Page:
Looking over the 3 runs of Configuration 1 you'll see that the last one is a couple of tenths worse than the others. That's why I've included the average of the best two runs so that the points get the benefit of the doubt. In fact, the best run with points had a very good e.t., but what is telling is the MPH. As racers know, and as we pointed out earlier, MPH is horsepower while e.t. variations are indicative of traction and launch technique differences. Even using the average of the best two runs we still see almost a full mile per hour improvement with the PerTronix system.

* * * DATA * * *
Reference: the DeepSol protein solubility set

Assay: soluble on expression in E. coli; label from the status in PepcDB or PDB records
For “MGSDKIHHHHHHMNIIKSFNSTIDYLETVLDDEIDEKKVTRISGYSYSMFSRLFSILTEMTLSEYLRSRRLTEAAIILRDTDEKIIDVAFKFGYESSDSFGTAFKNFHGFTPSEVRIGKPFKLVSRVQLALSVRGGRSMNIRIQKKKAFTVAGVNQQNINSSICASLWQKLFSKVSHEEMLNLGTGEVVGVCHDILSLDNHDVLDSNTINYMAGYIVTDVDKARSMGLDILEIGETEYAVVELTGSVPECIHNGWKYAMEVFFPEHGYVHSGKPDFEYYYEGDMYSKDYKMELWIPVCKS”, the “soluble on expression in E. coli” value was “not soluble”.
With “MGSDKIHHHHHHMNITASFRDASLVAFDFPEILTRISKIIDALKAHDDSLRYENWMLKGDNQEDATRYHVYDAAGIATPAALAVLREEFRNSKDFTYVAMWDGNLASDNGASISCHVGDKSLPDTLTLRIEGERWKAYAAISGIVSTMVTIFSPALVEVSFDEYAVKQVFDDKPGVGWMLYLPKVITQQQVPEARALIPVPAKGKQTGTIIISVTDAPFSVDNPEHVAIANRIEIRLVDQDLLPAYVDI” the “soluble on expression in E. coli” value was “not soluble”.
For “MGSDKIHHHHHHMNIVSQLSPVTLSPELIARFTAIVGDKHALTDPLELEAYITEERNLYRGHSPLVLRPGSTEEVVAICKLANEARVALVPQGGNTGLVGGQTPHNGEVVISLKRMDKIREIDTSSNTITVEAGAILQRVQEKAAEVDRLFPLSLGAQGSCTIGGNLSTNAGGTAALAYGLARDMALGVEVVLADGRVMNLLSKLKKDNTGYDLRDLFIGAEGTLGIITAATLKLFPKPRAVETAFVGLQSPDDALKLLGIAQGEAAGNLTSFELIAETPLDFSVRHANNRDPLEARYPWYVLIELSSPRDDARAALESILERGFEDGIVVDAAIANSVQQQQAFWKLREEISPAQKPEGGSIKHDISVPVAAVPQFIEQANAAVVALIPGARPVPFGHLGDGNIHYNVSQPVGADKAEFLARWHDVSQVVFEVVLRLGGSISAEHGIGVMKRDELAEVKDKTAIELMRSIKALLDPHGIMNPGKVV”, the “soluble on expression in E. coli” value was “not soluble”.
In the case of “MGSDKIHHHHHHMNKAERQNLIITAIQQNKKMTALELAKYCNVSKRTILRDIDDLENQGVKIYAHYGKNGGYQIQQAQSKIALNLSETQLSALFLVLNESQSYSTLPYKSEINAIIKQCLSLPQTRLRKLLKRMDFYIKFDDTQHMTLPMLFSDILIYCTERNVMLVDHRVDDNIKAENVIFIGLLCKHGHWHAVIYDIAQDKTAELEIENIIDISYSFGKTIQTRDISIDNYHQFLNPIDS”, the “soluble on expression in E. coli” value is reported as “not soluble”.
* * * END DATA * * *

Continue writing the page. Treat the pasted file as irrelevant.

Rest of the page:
More testing is
planned for next year. Hopefully we can get some screw-in rocker arm studs and the
proper valve springs in the heads on the Corvette. With some cool weather maybe the
old coupe can get into the 13s. We're also working on a big block Buick to go into a
'70 GS455 automatic - nothing wild, just a slightly warmed up street engine. Stay
2002 and 2003 at the Track
We made a couple of trips to the track in 2002, May 10 and September 20.
The plan was to just run the Ignitor II/Coil II combo and fine tune the
setup to try to get into the 13s and over 100 mph. Our times in May were
disappointing. The engine seemed to lay down at 5000 rpm. My initial
thought was the old valve springs were getting really tired and we were getting
valve float (see my excuses for Oct. 11, 2001 above). This, however,
turned out to be an incorrect diagnosis.